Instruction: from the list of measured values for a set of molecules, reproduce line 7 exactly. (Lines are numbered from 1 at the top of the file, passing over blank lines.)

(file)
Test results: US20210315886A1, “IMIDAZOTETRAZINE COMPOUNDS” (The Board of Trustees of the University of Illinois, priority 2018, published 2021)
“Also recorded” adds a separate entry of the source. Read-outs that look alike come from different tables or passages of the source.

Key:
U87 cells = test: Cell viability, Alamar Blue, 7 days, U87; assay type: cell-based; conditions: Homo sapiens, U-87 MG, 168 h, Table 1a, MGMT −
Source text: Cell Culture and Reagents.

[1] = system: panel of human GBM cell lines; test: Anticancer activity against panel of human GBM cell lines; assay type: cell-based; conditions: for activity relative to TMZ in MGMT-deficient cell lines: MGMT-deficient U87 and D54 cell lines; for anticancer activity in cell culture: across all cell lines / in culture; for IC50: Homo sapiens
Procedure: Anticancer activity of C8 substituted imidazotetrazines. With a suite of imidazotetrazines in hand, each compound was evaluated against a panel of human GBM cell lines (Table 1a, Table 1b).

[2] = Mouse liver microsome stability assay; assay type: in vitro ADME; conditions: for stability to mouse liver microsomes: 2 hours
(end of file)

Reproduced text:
Procedure: Anticancer activity of C8 substituted imidazotetrazines. With a suite of imidazotetrazines in hand, each compound was evaluated against a panel of human GBM cell lines (Table 1a, Table 1b).